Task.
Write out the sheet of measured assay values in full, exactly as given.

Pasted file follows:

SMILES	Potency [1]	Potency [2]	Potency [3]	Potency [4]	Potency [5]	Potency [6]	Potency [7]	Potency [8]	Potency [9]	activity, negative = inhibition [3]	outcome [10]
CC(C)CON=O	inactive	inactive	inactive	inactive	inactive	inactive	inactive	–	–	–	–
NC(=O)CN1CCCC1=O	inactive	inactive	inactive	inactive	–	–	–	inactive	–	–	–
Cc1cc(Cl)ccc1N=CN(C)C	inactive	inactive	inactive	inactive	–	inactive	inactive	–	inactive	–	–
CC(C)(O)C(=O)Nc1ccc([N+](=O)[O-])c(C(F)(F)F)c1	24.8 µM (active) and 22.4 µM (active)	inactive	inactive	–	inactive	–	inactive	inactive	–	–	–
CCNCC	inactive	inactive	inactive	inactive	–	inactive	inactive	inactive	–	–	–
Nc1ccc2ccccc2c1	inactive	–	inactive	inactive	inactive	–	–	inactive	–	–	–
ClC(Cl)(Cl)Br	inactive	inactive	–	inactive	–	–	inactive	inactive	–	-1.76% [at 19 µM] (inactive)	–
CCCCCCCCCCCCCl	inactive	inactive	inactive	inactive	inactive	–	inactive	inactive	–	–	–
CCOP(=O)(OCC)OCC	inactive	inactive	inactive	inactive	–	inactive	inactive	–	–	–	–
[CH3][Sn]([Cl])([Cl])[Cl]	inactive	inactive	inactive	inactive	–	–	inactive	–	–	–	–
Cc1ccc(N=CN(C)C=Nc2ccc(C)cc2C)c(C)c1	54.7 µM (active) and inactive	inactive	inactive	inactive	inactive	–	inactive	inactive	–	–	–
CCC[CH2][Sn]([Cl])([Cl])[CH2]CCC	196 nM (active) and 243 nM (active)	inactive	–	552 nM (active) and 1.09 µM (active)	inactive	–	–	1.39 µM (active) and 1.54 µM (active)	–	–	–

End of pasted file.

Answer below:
SMILES	Potency [1]	Potency [2]	Potency [3]	Potency [4]	Potency [5]	Potency [6]	Potency [7]	Potency [8]	Potency [9]	activity, negative = inhibition [3]	outcome [10]
CC(C)CON=O	inactive	inactive	inactive	inactive	inactive	inactive	inactive	–	–	–	–
NC(=O)CN1CCCC1=O	inactive	inactive	inactive	inactive	–	–	–	inactive	–	–	–
Cc1cc(Cl)ccc1N=CN(C)C	inactive	inactive	inactive	inactive	–	inactive	inactive	–	inactive	–	–
CC(C)(O)C(=O)Nc1ccc([N+](=O)[O-])c(C(F)(F)F)c1	24.8 µM (active) and 22.4 µM (active)	inactive	inactive	–	inactive	–	inactive	inactive	–	–	–
CCNCC	inactive	inactive	inactive	inactive	–	inactive	inactive	inactive	–	–	–
Nc1ccc2ccccc2c1	inactive	–	inactive	inactive	inactive	–	–	inactive	–	–	–
ClC(Cl)(Cl)Br	inactive	inactive	–	inactive	–	–	inactive	inactive	–	-1.76% [at 19 µM] (inactive)	–
CCCCCCCCCCCCCl	inactive	inactive	inactive	inactive	inactive	–	inactive	inactive	–	–	–
CCOP(=O)(OCC)OCC	inactive	inactive	inactive	inactive	–	inactive	inactive	–	–	–	–
[CH3][Sn]([Cl])([Cl])[Cl]	inactive	inactive	inactive	inactive	–	–	inactive	–	–	–	–
Cc1ccc(N=CN(C)C=Nc2ccc(C)cc2C)c(C)c1	54.7 µM (active) and inactive	inactive	inactive	inactive	inactive	–	inactive	inactive	–	–	–
CCC[CH2][Sn]([Cl])([Cl])[CH2]CCC	196 nM (active) and 243 nM (active)	inactive	–	552 nM (active) and 1.09 µM (active)	inactive	–	–	1.39 µM (active) and 1.54 µM (active)	–	–	–